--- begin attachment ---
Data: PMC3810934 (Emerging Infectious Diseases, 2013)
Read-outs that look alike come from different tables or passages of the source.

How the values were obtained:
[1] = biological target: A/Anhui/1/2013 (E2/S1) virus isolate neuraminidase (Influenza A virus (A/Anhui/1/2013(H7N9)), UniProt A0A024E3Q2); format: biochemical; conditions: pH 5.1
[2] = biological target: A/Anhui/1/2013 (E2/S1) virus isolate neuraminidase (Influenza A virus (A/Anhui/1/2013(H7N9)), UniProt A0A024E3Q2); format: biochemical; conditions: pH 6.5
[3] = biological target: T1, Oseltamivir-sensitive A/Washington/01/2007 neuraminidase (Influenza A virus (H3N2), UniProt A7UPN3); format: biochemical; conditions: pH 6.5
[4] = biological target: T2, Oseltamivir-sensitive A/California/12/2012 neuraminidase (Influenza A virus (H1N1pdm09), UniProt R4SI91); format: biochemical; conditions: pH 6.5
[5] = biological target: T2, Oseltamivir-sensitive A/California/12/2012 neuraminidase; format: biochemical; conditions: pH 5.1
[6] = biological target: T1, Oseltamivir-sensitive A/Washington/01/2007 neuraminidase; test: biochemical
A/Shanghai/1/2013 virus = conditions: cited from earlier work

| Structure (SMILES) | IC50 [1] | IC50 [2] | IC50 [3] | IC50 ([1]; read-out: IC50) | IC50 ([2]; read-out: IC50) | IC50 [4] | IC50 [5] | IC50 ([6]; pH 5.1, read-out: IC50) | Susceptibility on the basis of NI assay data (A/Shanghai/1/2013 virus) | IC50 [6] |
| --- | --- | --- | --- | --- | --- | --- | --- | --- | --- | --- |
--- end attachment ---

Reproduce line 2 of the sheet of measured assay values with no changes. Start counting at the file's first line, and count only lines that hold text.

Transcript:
Read-outs that look alike come from different tables or passages of the source.